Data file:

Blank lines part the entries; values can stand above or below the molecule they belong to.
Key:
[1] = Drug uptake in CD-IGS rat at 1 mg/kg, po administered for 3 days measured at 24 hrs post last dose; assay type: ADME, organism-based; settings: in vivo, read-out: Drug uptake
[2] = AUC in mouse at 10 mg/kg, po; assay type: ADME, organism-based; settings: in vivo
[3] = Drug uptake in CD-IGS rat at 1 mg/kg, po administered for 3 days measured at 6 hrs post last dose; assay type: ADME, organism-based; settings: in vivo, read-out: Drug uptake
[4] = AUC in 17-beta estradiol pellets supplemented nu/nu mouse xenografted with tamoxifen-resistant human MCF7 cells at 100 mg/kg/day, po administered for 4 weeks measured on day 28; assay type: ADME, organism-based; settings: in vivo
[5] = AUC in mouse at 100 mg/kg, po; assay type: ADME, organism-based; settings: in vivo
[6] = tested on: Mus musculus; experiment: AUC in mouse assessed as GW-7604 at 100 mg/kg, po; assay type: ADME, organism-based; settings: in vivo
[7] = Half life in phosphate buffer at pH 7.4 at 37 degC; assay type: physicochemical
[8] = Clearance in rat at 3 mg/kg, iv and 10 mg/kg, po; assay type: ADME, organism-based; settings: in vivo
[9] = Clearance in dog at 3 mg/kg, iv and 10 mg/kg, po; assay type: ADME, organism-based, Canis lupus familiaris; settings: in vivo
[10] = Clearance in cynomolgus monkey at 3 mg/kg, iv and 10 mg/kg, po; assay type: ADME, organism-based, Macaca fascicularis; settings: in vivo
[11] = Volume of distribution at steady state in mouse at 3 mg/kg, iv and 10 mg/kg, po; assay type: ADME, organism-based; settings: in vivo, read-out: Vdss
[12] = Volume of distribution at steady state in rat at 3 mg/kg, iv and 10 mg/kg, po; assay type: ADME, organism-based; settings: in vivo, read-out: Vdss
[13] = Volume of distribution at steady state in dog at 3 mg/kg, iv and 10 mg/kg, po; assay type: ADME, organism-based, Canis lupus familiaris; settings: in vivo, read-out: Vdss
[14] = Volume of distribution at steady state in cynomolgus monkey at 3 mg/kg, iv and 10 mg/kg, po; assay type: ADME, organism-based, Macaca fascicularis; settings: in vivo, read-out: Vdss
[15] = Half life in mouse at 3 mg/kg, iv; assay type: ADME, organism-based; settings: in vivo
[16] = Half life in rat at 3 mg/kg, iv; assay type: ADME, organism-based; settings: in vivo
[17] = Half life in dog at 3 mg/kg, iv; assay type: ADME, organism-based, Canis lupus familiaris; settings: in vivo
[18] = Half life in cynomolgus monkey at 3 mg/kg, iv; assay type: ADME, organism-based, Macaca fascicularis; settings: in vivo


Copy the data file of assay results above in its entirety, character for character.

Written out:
Blank lines part the entries; values can stand above or below the molecule they belong to.
Key:
[1] = Drug uptake in CD-IGS rat at 1 mg/kg, po administered for 3 days measured at 24 hrs post last dose; assay type: ADME, organism-based; settings: in vivo, read-out: Drug uptake
[2] = AUC in mouse at 10 mg/kg, po; assay type: ADME, organism-based; settings: in vivo
[3] = Drug uptake in CD-IGS rat at 1 mg/kg, po administered for 3 days measured at 6 hrs post last dose; assay type: ADME, organism-based; settings: in vivo, read-out: Drug uptake
[4] = AUC in 17-beta estradiol pellets supplemented nu/nu mouse xenografted with tamoxifen-resistant human MCF7 cells at 100 mg/kg/day, po administered for 4 weeks measured on day 28; assay type: ADME, organism-based; settings: in vivo
[5] = AUC in mouse at 100 mg/kg, po; assay type: ADME, organism-based; settings: in vivo
[6] = tested on: Mus musculus; experiment: AUC in mouse assessed as GW-7604 at 100 mg/kg, po; assay type: ADME, organism-based; settings: in vivo
[7] = Half life in phosphate buffer at pH 7.4 at 37 degC; assay type: physicochemical
[8] = Clearance in rat at 3 mg/kg, iv and 10 mg/kg, po; assay type: ADME, organism-based; settings: in vivo
[9] = Clearance in dog at 3 mg/kg, iv and 10 mg/kg, po; assay type: ADME, organism-based, Canis lupus familiaris; settings: in vivo
[10] = Clearance in cynomolgus monkey at 3 mg/kg, iv and 10 mg/kg, po; assay type: ADME, organism-based, Macaca fascicularis; settings: in vivo
[11] = Volume of distribution at steady state in mouse at 3 mg/kg, iv and 10 mg/kg, po; assay type: ADME, organism-based; settings: in vivo, read-out: Vdss
[12] = Volume of distribution at steady state in rat at 3 mg/kg, iv and 10 mg/kg, po; assay type: ADME, organism-based; settings: in vivo, read-out: Vdss
[13] = Volume of distribution at steady state in dog at 3 mg/kg, iv and 10 mg/kg, po; assay type: ADME, organism-based, Canis lupus familiaris; settings: in vivo, read-out: Vdss
[14] = Volume of distribution at steady state in cynomolgus monkey at 3 mg/kg, iv and 10 mg/kg, po; assay type: ADME, organism-based, Macaca fascicularis; settings: in vivo, read-out: Vdss
[15] = Half life in mouse at 3 mg/kg, iv; assay type: ADME, organism-based; settings: in vivo
[16] = Half life in rat at 3 mg/kg, iv; assay type: ADME, organism-based; settings: in vivo
[17] = Half life in dog at 3 mg/kg, iv; assay type: ADME, organism-based, Canis lupus familiaris; settings: in vivo
[18] = Half life in cynomolgus monkey at 3 mg/kg, iv; assay type: ADME, organism-based, Macaca fascicularis; settings: in vivo